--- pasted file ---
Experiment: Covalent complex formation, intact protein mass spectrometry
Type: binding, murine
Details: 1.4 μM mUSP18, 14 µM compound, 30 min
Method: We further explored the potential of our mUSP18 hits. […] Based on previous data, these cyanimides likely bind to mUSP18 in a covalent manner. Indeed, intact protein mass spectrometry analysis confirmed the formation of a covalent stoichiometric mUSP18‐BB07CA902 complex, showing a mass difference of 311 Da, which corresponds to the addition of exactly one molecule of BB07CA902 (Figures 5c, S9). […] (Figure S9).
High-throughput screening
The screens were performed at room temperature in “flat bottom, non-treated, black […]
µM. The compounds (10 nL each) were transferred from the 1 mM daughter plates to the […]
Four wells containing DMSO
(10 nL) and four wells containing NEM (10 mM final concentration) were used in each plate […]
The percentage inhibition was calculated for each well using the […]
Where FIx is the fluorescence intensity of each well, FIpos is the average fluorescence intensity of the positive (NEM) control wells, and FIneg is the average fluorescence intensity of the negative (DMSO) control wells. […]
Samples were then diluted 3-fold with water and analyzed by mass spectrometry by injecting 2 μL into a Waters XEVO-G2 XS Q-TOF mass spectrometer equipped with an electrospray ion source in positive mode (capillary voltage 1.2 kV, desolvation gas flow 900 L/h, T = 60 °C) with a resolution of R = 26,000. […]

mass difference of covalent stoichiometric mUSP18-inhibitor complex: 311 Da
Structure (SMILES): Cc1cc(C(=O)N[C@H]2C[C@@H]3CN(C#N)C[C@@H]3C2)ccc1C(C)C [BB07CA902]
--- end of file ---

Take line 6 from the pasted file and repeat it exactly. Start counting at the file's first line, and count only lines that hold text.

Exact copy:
The screens were performed at room temperature in “flat bottom, non-treated, black […]